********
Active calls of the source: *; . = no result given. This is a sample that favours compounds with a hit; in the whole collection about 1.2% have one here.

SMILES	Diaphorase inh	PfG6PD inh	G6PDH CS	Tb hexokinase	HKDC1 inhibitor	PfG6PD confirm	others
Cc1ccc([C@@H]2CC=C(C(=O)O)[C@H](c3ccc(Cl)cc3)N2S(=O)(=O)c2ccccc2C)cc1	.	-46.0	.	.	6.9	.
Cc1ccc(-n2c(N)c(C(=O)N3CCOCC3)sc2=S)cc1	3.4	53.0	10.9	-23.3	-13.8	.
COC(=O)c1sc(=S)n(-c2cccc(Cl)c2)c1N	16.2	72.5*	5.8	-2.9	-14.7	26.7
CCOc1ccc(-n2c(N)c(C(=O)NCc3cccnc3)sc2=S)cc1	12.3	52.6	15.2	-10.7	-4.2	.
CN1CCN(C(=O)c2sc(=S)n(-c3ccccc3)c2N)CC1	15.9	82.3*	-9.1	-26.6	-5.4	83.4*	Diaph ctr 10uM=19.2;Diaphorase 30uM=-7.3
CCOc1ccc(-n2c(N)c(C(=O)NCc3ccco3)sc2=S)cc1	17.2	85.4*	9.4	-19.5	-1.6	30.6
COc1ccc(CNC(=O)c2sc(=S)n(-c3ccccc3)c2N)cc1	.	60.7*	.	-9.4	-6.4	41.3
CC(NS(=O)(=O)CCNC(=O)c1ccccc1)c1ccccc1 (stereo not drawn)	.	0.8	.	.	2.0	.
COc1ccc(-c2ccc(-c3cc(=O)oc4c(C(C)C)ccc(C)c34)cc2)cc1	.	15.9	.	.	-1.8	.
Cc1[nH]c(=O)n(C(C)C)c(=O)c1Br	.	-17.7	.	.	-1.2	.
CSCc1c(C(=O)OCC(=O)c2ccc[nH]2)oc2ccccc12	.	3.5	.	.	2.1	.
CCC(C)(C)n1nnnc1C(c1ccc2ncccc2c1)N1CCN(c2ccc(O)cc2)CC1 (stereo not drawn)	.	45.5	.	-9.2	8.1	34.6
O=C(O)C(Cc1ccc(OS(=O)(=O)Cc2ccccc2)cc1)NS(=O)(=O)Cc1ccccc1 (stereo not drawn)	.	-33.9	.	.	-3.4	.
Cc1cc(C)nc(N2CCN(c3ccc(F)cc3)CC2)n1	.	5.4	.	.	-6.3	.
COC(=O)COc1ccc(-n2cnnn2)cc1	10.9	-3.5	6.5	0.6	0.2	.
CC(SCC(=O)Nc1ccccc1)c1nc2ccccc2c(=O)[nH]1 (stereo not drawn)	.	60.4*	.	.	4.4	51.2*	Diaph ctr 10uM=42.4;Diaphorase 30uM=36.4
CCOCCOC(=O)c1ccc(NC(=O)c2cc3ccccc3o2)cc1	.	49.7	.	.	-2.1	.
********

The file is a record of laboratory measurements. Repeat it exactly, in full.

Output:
Active calls of the source: *; . = no result given. This is a sample that favours compounds with a hit; in the whole collection about 1.2% have one here.

SMILES	Diaphorase inh	PfG6PD inh	G6PDH CS	Tb hexokinase	HKDC1 inhibitor	PfG6PD confirm	others
Cc1ccc([C@@H]2CC=C(C(=O)O)[C@H](c3ccc(Cl)cc3)N2S(=O)(=O)c2ccccc2C)cc1	.	-46.0	.	.	6.9	.
Cc1ccc(-n2c(N)c(C(=O)N3CCOCC3)sc2=S)cc1	3.4	53.0	10.9	-23.3	-13.8	.
COC(=O)c1sc(=S)n(-c2cccc(Cl)c2)c1N	16.2	72.5*	5.8	-2.9	-14.7	26.7
CCOc1ccc(-n2c(N)c(C(=O)NCc3cccnc3)sc2=S)cc1	12.3	52.6	15.2	-10.7	-4.2	.
CN1CCN(C(=O)c2sc(=S)n(-c3ccccc3)c2N)CC1	15.9	82.3*	-9.1	-26.6	-5.4	83.4*	Diaph ctr 10uM=19.2;Diaphorase 30uM=-7.3
CCOc1ccc(-n2c(N)c(C(=O)NCc3ccco3)sc2=S)cc1	17.2	85.4*	9.4	-19.5	-1.6	30.6
COc1ccc(CNC(=O)c2sc(=S)n(-c3ccccc3)c2N)cc1	.	60.7*	.	-9.4	-6.4	41.3
CC(NS(=O)(=O)CCNC(=O)c1ccccc1)c1ccccc1 (stereo not drawn)	.	0.8	.	.	2.0	.
COc1ccc(-c2ccc(-c3cc(=O)oc4c(C(C)C)ccc(C)c34)cc2)cc1	.	15.9	.	.	-1.8	.
Cc1[nH]c(=O)n(C(C)C)c(=O)c1Br	.	-17.7	.	.	-1.2	.
CSCc1c(C(=O)OCC(=O)c2ccc[nH]2)oc2ccccc12	.	3.5	.	.	2.1	.
CCC(C)(C)n1nnnc1C(c1ccc2ncccc2c1)N1CCN(c2ccc(O)cc2)CC1 (stereo not drawn)	.	45.5	.	-9.2	8.1	34.6
O=C(O)C(Cc1ccc(OS(=O)(=O)Cc2ccccc2)cc1)NS(=O)(=O)Cc1ccccc1 (stereo not drawn)	.	-33.9	.	.	-3.4	.
Cc1cc(C)nc(N2CCN(c3ccc(F)cc3)CC2)n1	.	5.4	.	.	-6.3	.
COC(=O)COc1ccc(-n2cnnn2)cc1	10.9	-3.5	6.5	0.6	0.2	.
CC(SCC(=O)Nc1ccccc1)c1nc2ccccc2c(=O)[nH]1 (stereo not drawn)	.	60.4*	.	.	4.4	51.2*	Diaph ctr 10uM=42.4;Diaphorase 30uM=36.4
CCOCCOC(=O)c1ccc(NC(=O)c2cc3ccccc3o2)cc1	.	49.7	.	.	-2.1	.